So we're making less money and we are growing slower, because we have mile investment, because we have artificially low interest rate which are just benefiting people wo already have a bunch of asset, which also create a bunch of social problems. So when I say that I think the crypto has a chance to make a global impact significant. I mean it's going to be trillion dollar significant compounded over the over 50 year banking period. So if you can save trillions of dollars and GDP from mile investment every year over a 50 year period, and that money can be reinvested and making the economy more productive. Even if it's a 1% change, over a 72-year period, you will double the size of the global economy income every year. And right now if the global economy income is a hundred of trillion, that means I'm saying over 70-years-time period, crypto could double that output all have said constant just by getting rid of this mile investment we have, and people will be making an extra, double of their money every year because of those changes, so. Sorry that was my so box; I went off there for a little bit.
HOST: No. I was going to say are you running for president in the next election 'cause I'm just going to write your name of you're not on the ballot.
MATTHEW GOULD: Yeah, yeah. Well, you know, and you mention something there about politics and I think it's actually kind of interesting 'cause one of the things I really like about this, is that is a technical solution to what has become a political problem. And what happen is, we had the situations before where we were trusting, you know, authorities or central government to be a good economic store. And turns out that they run for office every two-four years and so they're going to do what helps them get votes, but that's not always inline of what's best for everybody.
You know sometimes you got to take your medicine, and they just keep putting that off and instead printing this money and so this is the situation we ended up in. But we came up—and this is the beauty of what Bitcoin Satoshi invented, it's that here is the way for us to solve this problem as a community without having to take on these political figures directly. We can actually just obtain to another system by expressing our own freedom of choice. And it is competing out there in the free market. And the truth is, if the US dollar or any of these currency is under thread from crypto currencies, then they can just start doing a better job managing their economies and their currencies and you know providing real interest rate returns for investors and people will move right back out. I mean, I'm guaranteeing you if in 30 year we're paying 5%, right, in the United States right now that Bitcoin will not be very high as it is. Because investors would say I don't want to hold Bitcoin that does not have enough return when I can earn 5% on my T-Bill. And they could also think to themselves, the US Government is doing a responsible thing with it's economy, and so they will think more comfortable about the future, but we're not. And so this is an option for everyone to get out of it.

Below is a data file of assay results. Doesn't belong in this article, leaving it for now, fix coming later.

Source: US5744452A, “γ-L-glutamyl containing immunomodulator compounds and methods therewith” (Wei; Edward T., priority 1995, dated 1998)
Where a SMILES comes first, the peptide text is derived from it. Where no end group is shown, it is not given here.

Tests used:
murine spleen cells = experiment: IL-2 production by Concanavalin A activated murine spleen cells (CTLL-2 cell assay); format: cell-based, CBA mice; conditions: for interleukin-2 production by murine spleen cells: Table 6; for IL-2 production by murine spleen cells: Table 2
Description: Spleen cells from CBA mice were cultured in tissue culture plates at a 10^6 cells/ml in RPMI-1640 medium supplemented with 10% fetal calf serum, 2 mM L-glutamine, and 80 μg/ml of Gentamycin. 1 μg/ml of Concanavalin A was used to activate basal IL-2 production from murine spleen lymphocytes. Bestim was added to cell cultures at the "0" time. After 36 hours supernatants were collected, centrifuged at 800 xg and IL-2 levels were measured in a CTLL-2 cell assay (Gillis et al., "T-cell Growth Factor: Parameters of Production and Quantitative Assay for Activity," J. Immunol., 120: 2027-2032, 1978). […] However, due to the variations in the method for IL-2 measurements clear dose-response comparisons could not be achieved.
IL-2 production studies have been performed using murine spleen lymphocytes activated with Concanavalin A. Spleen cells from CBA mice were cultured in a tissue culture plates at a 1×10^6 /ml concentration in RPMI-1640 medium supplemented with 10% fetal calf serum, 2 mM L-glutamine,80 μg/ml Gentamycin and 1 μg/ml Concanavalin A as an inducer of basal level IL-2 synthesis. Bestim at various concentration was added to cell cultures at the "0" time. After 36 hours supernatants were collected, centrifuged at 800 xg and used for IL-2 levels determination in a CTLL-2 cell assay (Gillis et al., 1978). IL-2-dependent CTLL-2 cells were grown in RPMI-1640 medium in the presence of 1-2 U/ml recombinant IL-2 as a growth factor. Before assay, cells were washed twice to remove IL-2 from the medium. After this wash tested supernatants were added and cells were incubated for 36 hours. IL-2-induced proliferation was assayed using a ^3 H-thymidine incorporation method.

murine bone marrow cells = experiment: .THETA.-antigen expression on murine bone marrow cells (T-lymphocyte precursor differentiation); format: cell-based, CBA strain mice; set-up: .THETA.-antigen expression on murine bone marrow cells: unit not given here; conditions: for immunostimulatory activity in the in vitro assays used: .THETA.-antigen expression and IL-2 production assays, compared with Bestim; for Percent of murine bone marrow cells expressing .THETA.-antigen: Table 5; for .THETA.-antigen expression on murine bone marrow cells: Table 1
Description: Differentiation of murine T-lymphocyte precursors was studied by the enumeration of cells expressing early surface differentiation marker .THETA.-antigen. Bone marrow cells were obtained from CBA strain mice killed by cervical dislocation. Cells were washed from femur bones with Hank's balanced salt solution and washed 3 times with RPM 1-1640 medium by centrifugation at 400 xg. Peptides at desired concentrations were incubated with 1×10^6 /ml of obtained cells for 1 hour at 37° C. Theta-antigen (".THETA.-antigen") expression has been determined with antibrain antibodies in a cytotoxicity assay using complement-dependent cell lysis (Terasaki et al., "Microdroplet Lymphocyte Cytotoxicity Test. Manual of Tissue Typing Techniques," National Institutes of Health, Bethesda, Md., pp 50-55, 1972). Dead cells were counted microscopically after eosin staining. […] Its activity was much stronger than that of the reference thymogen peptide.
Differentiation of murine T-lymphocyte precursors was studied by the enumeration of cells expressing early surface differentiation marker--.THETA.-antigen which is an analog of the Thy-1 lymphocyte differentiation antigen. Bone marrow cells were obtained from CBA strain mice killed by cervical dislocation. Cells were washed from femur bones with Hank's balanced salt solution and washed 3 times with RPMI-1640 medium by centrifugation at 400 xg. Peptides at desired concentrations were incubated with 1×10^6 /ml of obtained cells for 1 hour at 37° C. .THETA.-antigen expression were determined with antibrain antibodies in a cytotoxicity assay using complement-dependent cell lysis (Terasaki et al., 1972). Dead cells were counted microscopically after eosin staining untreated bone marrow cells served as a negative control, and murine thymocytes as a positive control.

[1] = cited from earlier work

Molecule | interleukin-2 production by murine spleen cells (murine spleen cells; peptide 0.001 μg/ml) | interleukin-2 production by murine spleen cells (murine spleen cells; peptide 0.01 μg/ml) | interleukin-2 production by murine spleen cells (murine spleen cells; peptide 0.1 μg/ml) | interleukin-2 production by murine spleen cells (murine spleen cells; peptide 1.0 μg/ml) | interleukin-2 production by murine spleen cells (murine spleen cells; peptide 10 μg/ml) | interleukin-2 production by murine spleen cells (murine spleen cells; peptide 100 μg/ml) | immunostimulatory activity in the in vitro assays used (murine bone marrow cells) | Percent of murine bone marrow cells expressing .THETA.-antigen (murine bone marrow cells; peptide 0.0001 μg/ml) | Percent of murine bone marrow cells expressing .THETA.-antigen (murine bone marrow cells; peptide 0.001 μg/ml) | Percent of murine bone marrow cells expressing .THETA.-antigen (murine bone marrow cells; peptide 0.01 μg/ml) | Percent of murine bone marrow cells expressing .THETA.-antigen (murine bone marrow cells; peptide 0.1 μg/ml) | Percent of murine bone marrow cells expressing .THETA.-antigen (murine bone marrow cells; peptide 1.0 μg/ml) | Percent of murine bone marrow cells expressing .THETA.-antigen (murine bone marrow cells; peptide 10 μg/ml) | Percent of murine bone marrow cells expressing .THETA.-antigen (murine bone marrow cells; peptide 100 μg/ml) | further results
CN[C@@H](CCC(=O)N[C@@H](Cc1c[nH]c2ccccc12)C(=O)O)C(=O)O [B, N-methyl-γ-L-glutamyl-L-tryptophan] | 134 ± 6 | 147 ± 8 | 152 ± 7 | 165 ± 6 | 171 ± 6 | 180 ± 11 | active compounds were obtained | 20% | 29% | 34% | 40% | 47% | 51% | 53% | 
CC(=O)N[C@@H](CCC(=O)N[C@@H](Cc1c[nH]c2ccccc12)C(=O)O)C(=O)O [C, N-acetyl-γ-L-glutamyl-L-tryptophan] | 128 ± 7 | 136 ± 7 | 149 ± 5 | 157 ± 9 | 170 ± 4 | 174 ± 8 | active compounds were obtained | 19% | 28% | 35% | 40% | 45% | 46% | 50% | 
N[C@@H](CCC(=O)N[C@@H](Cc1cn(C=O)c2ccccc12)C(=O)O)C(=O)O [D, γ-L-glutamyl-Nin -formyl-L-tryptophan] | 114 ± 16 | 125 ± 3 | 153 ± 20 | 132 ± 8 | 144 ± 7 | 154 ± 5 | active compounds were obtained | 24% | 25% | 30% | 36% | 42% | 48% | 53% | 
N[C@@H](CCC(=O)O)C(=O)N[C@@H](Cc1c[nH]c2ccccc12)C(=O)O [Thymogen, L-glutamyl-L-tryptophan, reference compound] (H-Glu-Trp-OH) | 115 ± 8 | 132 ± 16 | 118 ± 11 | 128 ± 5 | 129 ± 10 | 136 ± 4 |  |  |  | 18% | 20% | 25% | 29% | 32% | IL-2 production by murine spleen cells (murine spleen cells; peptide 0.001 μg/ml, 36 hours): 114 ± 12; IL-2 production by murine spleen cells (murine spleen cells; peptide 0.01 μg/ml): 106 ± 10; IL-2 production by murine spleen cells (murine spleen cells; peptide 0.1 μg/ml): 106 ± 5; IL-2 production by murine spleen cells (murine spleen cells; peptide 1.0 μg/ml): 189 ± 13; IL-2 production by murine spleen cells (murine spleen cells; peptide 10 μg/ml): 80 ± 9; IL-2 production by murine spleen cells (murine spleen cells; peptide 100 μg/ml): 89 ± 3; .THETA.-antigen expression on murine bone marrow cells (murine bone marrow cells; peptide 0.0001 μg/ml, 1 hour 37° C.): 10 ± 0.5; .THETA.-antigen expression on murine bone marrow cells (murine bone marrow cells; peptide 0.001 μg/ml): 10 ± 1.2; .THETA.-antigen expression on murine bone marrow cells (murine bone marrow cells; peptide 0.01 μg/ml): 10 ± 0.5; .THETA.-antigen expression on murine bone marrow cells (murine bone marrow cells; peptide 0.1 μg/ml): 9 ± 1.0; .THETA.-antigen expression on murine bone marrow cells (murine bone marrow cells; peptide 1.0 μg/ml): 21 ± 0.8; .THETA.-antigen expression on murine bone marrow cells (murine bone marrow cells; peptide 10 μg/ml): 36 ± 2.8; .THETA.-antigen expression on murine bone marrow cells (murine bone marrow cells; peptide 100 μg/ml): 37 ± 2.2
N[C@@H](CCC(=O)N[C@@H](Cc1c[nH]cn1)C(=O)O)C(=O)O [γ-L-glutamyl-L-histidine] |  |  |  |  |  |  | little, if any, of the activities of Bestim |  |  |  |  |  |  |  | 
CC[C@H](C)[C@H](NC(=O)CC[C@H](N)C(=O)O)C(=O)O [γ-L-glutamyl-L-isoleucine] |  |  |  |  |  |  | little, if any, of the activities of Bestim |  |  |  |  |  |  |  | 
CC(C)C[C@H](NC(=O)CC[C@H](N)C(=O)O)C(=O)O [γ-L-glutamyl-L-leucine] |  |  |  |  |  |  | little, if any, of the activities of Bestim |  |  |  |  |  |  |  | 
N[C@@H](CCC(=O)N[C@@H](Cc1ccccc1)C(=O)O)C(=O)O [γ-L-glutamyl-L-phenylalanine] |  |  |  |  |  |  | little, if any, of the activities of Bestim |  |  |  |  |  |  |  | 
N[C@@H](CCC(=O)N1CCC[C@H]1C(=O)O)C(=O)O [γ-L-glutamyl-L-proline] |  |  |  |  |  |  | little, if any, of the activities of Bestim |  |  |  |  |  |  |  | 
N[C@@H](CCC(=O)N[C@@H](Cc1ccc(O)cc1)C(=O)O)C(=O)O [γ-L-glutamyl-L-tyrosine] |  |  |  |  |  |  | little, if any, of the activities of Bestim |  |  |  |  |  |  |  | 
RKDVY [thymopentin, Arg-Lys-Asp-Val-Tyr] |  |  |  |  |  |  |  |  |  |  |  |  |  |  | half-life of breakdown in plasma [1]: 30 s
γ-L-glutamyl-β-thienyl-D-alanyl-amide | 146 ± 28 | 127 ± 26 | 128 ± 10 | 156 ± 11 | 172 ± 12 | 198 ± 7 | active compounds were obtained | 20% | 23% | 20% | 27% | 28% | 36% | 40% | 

And the other thing that I like again, anybody on the planet. So it's a people first not a bankers first initiative, and that's why I think it's important to tell people get out there, download a wallet and participate in the new economy, because it was made for you
HOST: Love it, love it. All right. Well, you heard it here first from Matthew Gould. Thanks so much for breaking that down for us, and hopefully, we do see more and more people adopt crypto, and we see this becomes the norm and we are able to fix a lot of the global financial issues that we see today.
So thanks so much for joining me for this episode and for sharing your insight with us. I hope you all learn something new; I certainly did. And thanks for tuning in to Unstoppable Podcast and we will be back again soon with another episode.